"This is an interesting device but I don't know how much it will affect people's attitudes toward gambling," said Pat Ghezzi, a psychology professor at the University of Nevada, Reno, who is an expert on the development of behavioral traits.

As Ghezzi explained, the "gateway" activity that is most likely to lead young adults to form a gambling habit is sports wagering, which touches so many people through workplace pools that are fun and harmless -- except to that fraction of humanity predisposed for whatever reason toward an unhealthy fascination with the odds. Although the iPad is undeniably cool among the young adults that Ramos would like to reach, the casino still has to get these prospective patrons through the door -- the iSino device works on a special wireless link that loses its signal outside the tiny players lounge, because one of the iron-clad rules that the state does enforce is a lid on the number of machines each casino can have. The Blue Lake Casino is allowed 805 devices, of which 52 are now iSino tablets as opposed to one-armed bandits.

"This game product excites younger players," Ramos said, because it builds on both the physical technology and the giggly groupthink inherent in social media such as Facebook or YouTube, which involve sharing entertainment around a video screen.

Wishful thinking on the part of a tribal leader who worries that the gray-haired patrons at Blue Lake Casino -- like newspaper readers -- will eventually die and thus starve the cash cow on which thousands of Humboldt County jobs depend.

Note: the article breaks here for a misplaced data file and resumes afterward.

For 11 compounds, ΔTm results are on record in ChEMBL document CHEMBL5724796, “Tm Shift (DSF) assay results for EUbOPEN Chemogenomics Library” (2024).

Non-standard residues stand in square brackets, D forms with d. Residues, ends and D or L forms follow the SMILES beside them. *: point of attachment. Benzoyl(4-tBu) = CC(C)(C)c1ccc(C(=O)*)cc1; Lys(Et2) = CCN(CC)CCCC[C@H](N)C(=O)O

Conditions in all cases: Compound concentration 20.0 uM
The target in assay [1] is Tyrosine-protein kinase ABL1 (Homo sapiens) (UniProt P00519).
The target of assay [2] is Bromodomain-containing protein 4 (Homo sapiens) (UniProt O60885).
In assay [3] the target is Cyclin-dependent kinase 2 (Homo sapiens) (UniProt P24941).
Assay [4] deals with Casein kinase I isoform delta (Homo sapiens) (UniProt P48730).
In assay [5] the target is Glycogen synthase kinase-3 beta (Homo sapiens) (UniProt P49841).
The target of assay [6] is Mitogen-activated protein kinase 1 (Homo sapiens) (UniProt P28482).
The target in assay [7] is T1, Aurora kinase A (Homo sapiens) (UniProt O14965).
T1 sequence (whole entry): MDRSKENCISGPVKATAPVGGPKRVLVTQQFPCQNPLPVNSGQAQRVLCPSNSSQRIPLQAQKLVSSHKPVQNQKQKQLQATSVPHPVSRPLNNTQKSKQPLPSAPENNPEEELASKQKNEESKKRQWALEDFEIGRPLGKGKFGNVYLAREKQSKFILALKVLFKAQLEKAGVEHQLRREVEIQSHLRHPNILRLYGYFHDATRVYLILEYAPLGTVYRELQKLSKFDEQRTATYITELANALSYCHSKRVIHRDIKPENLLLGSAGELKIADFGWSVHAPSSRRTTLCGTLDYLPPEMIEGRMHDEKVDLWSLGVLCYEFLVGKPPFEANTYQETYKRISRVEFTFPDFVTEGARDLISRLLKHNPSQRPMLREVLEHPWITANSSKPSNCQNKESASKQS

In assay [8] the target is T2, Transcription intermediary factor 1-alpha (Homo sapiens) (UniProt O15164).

Ramos and other Indian casino operators face another challenge aside from the aging of their clientele. Two separate bills now awaiting action in the state legislature would legalize online poker but in different ways: one would require future 'Net-based casinos to team up with currently licensed tribal or card-room operations; the other would let new entrants, including innovators from Great Britain, jump right into the digital gaming fray.

Even if state legislators can agree on an approach -- taxation of online play would help the state raise money -- any California compromise would have to be reconciled with federal rules in this regard, creating a rich feeding ground for lobbyists and a huge unknown for local casino operators who are increasingly vital parts of the North Coast economy.

Ramos said the Blue Lank Rancheria issued thousands of W-2s in 2010, citing this year-end tax reporting document as evidence of the tribe's impact.